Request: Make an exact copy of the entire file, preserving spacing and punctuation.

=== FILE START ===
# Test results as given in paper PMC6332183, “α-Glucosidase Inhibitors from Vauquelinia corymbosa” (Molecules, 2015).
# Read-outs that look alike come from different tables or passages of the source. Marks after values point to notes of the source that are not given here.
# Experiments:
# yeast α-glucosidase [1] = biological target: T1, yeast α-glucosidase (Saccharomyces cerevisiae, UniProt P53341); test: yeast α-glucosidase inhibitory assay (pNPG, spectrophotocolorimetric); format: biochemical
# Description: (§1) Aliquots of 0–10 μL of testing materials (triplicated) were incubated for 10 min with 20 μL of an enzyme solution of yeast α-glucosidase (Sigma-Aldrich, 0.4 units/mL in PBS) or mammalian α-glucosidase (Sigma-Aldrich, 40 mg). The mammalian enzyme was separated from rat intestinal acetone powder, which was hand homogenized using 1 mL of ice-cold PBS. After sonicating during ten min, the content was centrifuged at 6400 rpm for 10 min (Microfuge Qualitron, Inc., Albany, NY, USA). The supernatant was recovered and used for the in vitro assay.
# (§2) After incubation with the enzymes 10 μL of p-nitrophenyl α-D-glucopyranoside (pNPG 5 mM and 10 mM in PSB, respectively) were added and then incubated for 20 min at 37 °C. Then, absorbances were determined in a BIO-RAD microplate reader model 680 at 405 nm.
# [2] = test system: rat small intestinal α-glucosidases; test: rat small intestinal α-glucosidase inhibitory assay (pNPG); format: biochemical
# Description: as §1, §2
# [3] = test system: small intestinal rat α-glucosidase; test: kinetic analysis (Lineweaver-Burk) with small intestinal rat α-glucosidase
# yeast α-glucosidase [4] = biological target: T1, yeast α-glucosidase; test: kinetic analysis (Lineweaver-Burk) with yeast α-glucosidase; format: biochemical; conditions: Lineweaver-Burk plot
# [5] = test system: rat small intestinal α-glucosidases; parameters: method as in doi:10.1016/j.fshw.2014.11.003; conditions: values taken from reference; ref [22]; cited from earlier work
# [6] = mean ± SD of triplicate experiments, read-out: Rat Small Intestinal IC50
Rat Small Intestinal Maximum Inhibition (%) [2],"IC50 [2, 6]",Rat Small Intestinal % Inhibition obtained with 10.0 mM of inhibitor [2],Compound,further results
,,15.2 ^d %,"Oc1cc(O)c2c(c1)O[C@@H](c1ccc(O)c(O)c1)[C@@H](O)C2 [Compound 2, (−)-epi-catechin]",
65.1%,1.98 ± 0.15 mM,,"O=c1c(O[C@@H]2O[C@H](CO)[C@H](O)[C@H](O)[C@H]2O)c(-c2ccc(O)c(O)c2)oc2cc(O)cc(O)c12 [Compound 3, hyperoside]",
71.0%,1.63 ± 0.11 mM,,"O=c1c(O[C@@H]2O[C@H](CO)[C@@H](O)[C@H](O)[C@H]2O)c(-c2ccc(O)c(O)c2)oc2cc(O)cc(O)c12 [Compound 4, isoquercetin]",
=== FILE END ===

# Test results as given in paper PMC6332183, “α-Glucosidase Inhibitors from Vauquelinia corymbosa” (Molecules, 2015).
# Read-outs that look alike come from different tables or passages of the source. Marks after values point to notes of the source that are not given here.
# Experiments:
# yeast α-glucosidase [1] = biological target: T1, yeast α-glucosidase (Saccharomyces cerevisiae, UniProt P53341); test: yeast α-glucosidase inhibitory assay (pNPG, spectrophotocolorimetric); format: biochemical
# Description: (§1) Aliquots of 0–10 μL of testing materials (triplicated) were incubated for 10 min with 20 μL of an enzyme solution of yeast α-glucosidase (Sigma-Aldrich, 0.4 units/mL in PBS) or mammalian α-glucosidase (Sigma-Aldrich, 40 mg). The mammalian enzyme was separated from rat intestinal acetone powder, which was hand homogenized using 1 mL of ice-cold PBS. After sonicating during ten min, the content was centrifuged at 6400 rpm for 10 min (Microfuge Qualitron, Inc., Albany, NY, USA). The supernatant was recovered and used for the in vitro assay.
# (§2) After incubation with the enzymes 10 μL of p-nitrophenyl α-D-glucopyranoside (pNPG 5 mM and 10 mM in PSB, respectively) were added and then incubated for 20 min at 37 °C. Then, absorbances were determined in a BIO-RAD microplate reader model 680 at 405 nm.
# [2] = test system: rat small intestinal α-glucosidases; test: rat small intestinal α-glucosidase inhibitory assay (pNPG); format: biochemical
# Description: as §1, §2
# [3] = test system: small intestinal rat α-glucosidase; test: kinetic analysis (Lineweaver-Burk) with small intestinal rat α-glucosidase
# yeast α-glucosidase [4] = biological target: T1, yeast α-glucosidase; test: kinetic analysis (Lineweaver-Burk) with yeast α-glucosidase; format: biochemical; conditions: Lineweaver-Burk plot
# [5] = test system: rat small intestinal α-glucosidases; parameters: method as in doi:10.1016/j.fshw.2014.11.003; conditions: values taken from reference; ref [22]; cited from earlier work
# [6] = mean ± SD of triplicate experiments, read-out: Rat Small Intestinal IC50
Rat Small Intestinal Maximum Inhibition (%) [2],"IC50 [2, 6]",Rat Small Intestinal % Inhibition obtained with 10.0 mM of inhibitor [2],Compound,further results
,,15.2 ^d %,"Oc1cc(O)c2c(c1)O[C@@H](c1ccc(O)c(O)c1)[C@@H](O)C2 [Compound 2, (−)-epi-catechin]",
65.1%,1.98 ± 0.15 mM,,"O=c1c(O[C@@H]2O[C@H](CO)[C@H](O)[C@H](O)[C@H]2O)c(-c2ccc(O)c(O)c2)oc2cc(O)cc(O)c12 [Compound 3, hyperoside]",
71.0%,1.63 ± 0.11 mM,,"O=c1c(O[C@@H]2O[C@H](CO)[C@@H](O)[C@H](O)[C@H]2O)c(-c2ccc(O)c(O)c2)oc2cc(O)cc(O)c12 [Compound 4, isoquercetin]",